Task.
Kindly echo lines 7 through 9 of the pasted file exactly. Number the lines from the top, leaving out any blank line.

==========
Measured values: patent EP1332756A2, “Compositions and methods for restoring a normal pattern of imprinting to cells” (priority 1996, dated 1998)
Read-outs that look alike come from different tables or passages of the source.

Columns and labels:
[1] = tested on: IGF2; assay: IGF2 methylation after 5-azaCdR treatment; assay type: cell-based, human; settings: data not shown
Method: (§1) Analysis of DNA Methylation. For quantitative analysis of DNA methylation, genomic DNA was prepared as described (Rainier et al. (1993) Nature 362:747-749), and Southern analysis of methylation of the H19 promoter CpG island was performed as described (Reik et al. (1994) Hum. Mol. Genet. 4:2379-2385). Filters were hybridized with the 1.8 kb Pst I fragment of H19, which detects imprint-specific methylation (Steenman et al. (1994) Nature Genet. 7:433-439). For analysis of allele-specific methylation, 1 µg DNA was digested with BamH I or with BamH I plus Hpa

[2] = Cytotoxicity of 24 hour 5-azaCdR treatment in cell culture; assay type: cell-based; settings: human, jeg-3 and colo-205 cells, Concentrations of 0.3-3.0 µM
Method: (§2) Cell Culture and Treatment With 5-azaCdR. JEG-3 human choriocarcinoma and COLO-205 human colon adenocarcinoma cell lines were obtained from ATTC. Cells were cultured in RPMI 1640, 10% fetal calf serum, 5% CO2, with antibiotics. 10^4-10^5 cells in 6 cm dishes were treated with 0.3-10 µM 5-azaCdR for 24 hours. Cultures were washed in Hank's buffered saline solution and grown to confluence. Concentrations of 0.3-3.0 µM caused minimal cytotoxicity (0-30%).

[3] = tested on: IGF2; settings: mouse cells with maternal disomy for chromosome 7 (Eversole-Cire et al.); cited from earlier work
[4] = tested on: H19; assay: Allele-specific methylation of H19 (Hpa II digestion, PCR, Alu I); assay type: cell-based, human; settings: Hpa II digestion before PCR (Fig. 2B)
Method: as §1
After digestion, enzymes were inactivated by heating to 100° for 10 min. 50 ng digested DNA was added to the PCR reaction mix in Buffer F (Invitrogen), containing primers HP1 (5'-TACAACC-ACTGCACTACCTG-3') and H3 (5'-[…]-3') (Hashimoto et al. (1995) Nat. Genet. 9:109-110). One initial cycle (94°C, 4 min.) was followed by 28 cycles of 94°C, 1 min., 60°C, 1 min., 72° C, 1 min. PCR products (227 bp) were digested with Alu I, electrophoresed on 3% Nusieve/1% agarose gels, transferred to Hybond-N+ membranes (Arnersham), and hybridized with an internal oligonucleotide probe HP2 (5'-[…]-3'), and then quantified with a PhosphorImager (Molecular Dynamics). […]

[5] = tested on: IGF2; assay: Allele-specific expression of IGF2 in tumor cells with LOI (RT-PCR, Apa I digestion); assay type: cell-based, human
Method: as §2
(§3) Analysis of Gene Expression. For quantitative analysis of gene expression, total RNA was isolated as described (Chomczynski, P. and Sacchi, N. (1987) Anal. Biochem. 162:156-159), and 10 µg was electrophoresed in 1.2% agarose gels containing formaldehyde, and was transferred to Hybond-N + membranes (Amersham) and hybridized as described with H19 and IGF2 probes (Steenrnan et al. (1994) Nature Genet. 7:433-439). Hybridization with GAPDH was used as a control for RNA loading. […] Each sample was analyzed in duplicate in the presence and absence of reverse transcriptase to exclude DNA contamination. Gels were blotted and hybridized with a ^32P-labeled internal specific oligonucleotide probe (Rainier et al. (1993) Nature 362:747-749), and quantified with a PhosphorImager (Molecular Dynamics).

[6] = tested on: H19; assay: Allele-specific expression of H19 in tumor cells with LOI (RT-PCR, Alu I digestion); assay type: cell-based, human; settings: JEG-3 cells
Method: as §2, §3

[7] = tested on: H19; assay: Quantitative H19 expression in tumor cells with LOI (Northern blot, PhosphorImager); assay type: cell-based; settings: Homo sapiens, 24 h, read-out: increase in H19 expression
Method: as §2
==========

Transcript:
Method: (§2) Cell Culture and Treatment With 5-azaCdR. JEG-3 human choriocarcinoma and COLO-205 human colon adenocarcinoma cell lines were obtained from ATTC. Cells were cultured in RPMI 1640, 10% fetal calf serum, 5% CO2, with antibiotics. 10^4-10^5 cells in 6 cm dishes were treated with 0.3-10 µM 5-azaCdR for 24 hours. Cultures were washed in Hank's buffered saline solution and grown to confluence. Concentrations of 0.3-3.0 µM caused minimal cytotoxicity (0-30%).

[3] = tested on: IGF2; settings: mouse cells with maternal disomy for chromosome 7 (Eversole-Cire et al.); cited from earlier work
[4] = tested on: H19; assay: Allele-specific methylation of H19 (Hpa II digestion, PCR, Alu I); assay type: cell-based, human; settings: Hpa II digestion before PCR (Fig. 2B)